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The constant administrator

Kim Anema and the bureaucracy of Squamish



The sun shines bright on Stanley Clarke Park, and Kim Anema takes it in through the long, wide window in his office. This time of year, that’s where he gets his vitamin D. That same sun is still climbing the backside of the Chief when he gets to work at 8 a.m., and it’s long since set when he makes his way home about the time most people are loading their dishwashers. For all intents and purposes, this window is a walk through the park it looks over.

But that’s the nature of the job. Being the chief administrative officer of a burgeoning municipality involves long hours and little rest. This is a man who doesn’t golf enough to be good at it; rather, he’s just good enough to want to golf again. When he reads a book, like The Kite Runner , he does it in one weekend — otherwise, the story gets lost in the shadow of district reports, long-running meetings and demanding research.

Anema’s road to this window was a long one. One of 10 children, he was born in 1953, just one year after his parents emigrated from Holland. The product of a Christian Reformist upbringing, his values were instilled early, and they guided him right through to the decisions he makes today.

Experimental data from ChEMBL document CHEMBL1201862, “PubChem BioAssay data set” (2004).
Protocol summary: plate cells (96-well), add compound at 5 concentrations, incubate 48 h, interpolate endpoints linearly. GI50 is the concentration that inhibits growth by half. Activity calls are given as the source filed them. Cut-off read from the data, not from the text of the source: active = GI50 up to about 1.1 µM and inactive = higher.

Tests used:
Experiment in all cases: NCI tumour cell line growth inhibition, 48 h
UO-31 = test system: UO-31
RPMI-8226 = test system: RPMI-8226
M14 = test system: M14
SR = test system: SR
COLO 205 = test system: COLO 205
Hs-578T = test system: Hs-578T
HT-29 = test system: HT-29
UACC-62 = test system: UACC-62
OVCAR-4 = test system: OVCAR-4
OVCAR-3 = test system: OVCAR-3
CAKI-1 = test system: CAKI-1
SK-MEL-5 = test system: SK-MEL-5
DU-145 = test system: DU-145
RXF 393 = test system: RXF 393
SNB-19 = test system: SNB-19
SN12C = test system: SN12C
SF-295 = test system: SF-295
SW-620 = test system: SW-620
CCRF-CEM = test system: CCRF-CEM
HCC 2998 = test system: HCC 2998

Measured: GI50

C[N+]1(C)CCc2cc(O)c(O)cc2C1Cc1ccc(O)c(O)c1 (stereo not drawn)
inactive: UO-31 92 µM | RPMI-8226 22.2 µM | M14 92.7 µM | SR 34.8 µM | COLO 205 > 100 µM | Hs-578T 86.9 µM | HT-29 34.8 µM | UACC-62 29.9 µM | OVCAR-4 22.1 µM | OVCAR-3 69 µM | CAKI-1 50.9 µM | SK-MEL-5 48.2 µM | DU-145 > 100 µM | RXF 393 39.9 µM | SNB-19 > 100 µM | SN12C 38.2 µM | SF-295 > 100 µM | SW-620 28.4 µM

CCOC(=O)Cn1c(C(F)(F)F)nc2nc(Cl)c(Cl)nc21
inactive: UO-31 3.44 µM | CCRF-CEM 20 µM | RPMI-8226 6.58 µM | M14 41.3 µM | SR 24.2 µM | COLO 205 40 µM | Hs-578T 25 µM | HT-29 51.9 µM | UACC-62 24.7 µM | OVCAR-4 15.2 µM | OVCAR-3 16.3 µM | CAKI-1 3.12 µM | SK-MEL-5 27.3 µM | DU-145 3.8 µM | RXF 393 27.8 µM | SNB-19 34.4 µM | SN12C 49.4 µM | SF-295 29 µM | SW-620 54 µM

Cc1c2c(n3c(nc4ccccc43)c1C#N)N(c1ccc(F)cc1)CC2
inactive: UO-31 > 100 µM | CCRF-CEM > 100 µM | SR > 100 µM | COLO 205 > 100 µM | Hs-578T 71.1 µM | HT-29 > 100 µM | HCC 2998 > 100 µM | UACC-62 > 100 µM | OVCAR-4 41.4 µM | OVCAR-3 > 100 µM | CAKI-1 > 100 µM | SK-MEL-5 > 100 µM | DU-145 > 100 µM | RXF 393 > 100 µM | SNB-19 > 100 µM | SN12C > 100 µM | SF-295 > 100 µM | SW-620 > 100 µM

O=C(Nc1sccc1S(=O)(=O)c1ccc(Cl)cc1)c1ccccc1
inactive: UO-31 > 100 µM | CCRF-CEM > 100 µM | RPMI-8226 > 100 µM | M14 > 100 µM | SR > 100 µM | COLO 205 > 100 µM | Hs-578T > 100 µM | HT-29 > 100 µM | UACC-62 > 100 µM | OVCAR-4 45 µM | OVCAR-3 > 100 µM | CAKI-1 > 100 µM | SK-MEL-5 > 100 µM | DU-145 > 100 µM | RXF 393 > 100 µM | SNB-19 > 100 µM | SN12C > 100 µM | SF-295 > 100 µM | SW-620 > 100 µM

But first, he started an education in finance, and that steered him to Fort St. John, where he counted beans for a refinery project. When that project shut down, Anema wound up in the town’s municipal hall. Working in the finance department, he stayed there for almost 10 years before moving to Houston, B.C., to work as treasurer.

“When you go into a small community,” he says, “you have more diverse responsibilities. In that community, besides a responsibility for finance, I had responsibilities for bylaw enforcement and business licensing, and I acted as the administrator in her absence. In a small community, you have a steep learning curve about other aspects.”

He took that learning curve to Port Moody in 1987. It was strictly a finance gig, nothing like the cornucopia of duty he had in Houston. Plus, the big city anonymity didn’t stoke his fires, and so, before a year had gone by, he made plans to push on.

He landed in Squamish in 1989, again in finance. After a few years, his boss retired, and he took over that role. Come 2002, when Councillor Corinne Lonsdale was mayor, Anema became CAO, a role he’s occupied ever since, one that saw him partner not just with Lonsdale, but also former Mayor Ian Sutherland and sitting Mayor Greg Gardner.

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